"A Candle Loses Nothing By Lighting Another Candle" - Father James Keller

Monday, June 21, 2010

My Review of "Swimming With Wings" by Lee Libro


Blurb:
What do a 20th century light healer who can raise the dead, an eccentric, would-be dubutant teen and a wandering gypsy have in common? A story of human brotherhood released only through the colliding dogmas surrounding their shared tragedy from long ago.
Lark Jennison is a free thinker and imagines she has wings! Set in the 1970's in a small southern town laced with folk mysticism, faith healings and the evangelistic zeal of the era, Swimming with Wings is her coming of age story. Orphaned, seventeen-year-old Lark and her brother are the last generation of the illustrious Jennison lumber family, and her uncanny ability to read a person, along with her eccentric ways as a budding artist, shine a spotlight of scrutiny upon her. When she falls for Peter Roma, a river gypsy from Summerville, she finds in him an equal, but is soon disturbingly set on a collision course with his fanaticism.

The drowning accident that had killed their fathers remains a mystery, a harbinger of ill feelings between the Romas and the Jennisons.  Is Peter Roma, a scammer, a real gypsy or Lark's personal savior? To protect her, Lark's older brother sends her to art school in Maine, the home state of their mother's family. Uninvited, Peter follows but eventually considers their relationship a danger to their souls. His grandfather had been a mystical light healer and heralded the rising tide of a new age; however, Peter's "being saved" interpretation of this leads him into a cult and a world of corruption. Through it all, Lark and Peter remain in love, but in the end who will save who?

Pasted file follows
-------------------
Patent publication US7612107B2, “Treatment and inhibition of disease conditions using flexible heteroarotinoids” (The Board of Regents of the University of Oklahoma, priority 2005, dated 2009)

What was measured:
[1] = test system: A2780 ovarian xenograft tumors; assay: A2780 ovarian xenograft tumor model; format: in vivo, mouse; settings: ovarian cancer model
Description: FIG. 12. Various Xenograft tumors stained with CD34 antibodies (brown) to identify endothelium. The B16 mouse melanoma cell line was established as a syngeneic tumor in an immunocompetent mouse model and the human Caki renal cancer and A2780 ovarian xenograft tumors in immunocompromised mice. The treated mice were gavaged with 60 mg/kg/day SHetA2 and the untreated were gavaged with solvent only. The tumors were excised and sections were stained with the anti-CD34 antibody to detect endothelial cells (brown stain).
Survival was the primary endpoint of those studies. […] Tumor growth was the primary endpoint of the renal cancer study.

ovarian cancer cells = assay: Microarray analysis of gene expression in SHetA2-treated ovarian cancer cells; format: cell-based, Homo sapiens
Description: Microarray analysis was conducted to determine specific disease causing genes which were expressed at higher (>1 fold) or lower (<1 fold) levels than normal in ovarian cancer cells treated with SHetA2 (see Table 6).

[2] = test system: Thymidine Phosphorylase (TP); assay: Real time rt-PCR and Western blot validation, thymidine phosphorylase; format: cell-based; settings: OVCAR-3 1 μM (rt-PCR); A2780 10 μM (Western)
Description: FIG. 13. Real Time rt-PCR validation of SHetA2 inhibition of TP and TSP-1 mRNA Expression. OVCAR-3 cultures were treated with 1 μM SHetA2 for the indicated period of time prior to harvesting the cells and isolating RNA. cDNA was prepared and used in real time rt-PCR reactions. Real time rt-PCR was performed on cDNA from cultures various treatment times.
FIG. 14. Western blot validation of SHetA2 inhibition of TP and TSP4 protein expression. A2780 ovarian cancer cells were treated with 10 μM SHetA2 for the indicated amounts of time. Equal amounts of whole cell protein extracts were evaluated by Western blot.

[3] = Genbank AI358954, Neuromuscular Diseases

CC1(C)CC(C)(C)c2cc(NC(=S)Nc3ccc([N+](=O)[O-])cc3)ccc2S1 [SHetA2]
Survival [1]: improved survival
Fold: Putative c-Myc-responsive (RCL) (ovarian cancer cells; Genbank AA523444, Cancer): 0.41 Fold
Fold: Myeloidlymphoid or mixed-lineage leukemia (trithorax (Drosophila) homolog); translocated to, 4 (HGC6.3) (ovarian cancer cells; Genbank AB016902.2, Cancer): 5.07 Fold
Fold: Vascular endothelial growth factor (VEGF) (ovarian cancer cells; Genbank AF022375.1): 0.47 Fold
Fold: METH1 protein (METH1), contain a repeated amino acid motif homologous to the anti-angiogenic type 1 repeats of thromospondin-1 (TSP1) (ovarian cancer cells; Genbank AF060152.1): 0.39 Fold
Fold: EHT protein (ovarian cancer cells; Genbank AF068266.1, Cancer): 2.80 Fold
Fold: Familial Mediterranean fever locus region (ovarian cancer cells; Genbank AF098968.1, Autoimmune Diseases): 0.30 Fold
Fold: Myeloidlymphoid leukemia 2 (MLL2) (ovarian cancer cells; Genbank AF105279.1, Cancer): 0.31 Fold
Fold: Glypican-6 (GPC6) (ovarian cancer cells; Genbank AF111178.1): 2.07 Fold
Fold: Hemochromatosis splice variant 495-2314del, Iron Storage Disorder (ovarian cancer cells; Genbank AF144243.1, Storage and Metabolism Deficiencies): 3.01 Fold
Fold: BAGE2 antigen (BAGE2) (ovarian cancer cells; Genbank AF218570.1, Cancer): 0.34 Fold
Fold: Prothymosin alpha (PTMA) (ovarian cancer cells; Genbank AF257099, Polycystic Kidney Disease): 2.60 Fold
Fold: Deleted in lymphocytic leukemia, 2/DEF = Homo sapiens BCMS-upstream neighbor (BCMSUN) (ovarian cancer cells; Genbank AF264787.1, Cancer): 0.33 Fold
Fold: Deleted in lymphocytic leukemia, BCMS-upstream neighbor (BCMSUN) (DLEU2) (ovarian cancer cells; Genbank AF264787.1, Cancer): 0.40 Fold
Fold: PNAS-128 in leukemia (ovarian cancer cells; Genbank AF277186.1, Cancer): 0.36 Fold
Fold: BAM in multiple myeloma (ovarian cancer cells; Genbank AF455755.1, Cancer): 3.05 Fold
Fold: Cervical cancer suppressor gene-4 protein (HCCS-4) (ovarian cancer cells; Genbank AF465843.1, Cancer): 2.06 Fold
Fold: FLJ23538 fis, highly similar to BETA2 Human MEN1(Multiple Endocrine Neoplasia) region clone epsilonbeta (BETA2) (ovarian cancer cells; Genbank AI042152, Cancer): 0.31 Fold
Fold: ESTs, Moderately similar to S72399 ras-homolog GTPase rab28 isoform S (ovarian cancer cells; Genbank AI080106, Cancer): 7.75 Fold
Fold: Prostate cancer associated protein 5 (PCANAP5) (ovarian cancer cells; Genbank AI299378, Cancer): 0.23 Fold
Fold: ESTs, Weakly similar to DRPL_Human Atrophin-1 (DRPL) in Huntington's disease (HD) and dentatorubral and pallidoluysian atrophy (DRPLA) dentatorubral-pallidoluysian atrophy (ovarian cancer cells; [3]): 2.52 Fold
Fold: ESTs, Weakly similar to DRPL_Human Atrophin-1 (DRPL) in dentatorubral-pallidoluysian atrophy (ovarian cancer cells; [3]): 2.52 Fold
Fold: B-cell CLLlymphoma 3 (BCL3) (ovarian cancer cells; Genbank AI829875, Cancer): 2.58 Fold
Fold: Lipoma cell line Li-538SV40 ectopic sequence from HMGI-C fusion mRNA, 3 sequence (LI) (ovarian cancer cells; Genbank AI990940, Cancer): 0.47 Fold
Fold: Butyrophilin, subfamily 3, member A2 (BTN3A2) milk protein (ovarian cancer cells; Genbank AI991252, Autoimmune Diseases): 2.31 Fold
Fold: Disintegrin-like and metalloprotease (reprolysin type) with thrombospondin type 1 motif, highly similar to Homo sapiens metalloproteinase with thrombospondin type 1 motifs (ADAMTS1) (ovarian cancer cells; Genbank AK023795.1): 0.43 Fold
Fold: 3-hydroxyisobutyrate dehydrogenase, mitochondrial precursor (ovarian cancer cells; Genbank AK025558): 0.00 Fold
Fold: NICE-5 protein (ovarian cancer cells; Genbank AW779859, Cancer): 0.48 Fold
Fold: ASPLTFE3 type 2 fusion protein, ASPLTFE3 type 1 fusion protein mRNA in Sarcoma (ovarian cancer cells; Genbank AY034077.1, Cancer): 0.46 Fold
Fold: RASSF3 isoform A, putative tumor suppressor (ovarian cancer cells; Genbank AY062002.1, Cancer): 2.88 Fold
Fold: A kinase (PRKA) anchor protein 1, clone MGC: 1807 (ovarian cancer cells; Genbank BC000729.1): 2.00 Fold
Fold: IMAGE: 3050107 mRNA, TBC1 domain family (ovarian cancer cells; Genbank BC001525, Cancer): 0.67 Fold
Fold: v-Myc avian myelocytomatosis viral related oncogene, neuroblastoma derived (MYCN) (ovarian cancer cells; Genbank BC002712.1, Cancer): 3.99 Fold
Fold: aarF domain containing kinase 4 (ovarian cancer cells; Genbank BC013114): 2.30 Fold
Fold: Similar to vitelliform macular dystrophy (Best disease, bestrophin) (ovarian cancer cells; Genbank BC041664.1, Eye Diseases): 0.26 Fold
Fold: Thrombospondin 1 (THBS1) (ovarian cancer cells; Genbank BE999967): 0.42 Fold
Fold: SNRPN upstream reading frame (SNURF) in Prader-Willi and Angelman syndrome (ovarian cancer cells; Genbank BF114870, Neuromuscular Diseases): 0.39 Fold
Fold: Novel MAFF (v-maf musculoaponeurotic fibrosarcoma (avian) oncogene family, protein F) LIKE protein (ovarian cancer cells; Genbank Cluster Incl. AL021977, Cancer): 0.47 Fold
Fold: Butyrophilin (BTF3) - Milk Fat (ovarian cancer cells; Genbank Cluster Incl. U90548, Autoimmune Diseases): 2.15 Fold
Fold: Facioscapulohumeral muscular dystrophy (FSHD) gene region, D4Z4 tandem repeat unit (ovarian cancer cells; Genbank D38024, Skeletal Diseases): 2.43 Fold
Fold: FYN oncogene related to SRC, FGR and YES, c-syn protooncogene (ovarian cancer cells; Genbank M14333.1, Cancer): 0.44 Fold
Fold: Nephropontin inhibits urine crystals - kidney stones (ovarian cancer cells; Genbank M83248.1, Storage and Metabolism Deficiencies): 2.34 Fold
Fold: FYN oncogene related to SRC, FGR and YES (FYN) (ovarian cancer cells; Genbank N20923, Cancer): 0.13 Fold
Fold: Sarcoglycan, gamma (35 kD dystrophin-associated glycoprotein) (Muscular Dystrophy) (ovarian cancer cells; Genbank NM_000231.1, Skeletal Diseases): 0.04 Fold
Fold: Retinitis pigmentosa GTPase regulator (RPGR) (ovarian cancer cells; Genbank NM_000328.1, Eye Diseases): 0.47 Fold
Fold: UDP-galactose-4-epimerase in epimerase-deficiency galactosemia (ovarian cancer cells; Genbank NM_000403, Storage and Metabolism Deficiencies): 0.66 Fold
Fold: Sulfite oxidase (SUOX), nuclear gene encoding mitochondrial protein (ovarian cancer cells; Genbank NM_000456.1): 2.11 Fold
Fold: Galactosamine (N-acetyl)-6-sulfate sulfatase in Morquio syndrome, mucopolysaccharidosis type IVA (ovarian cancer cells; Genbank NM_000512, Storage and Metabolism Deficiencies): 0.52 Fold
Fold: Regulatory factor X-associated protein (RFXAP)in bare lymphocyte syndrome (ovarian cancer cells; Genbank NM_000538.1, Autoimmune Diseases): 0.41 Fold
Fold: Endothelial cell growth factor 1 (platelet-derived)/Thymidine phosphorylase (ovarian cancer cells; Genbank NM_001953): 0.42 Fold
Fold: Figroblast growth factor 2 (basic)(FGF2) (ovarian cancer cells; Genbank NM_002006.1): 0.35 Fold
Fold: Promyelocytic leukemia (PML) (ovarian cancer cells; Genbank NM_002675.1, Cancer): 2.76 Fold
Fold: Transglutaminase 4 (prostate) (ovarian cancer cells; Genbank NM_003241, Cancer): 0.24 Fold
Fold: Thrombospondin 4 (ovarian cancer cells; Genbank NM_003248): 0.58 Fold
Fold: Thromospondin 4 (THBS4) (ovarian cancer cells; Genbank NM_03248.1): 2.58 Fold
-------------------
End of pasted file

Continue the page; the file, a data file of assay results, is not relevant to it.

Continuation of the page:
An arresting blend of literary fiction, mystery and romance, this is a story about searching for direction, the hidden influences of ancestral roots and the forces that shape belief.

My Review:
Swimming With Wings by Lee Libro is so much more than a coming of age novel.  It is a tale of love, family secrets, social stereotyping, etc.  It is rich in family histories and the mysteries that surround them.  It gives new meaning to the old adage about the sins of the father.  It is about grief and finding one’s way despite the loss.  I could go on and on.

Libro’s descriptions with use of alliteration and metaphor and similes are phenomenal creating an amazing portrayal of the protagonist, Lark’s mind, body and spirit along with the world around her and her interactions with it.  It is true literary fiction, and I easily got caught up in the language.

The exploration of spirituality is immense.  In fact, the quirkiness of the characters in the beginning when they are younger evolves gracefully into a great philosophical investigation into spirituality without preaching.   It is more of a laying out of the big questions, in a way that brought about a feeling of peace in this reader by the end.

I was thrilled with this tale, and can’t wait for more books to release by this author.

You can order this book at Amazon  and Barnes & Noble   
For more about the book and the author go to http://www.swimmingwithwings.com/

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In accordance with the new FTC Guidelines for blogging and endorsements, Kiki Howell of An Author's Musings, would like to advise that in addition to purchasing my own books to review, I also receive books, and/or promotional materials, free of charge in return for an honest review, as do any guest reviewers.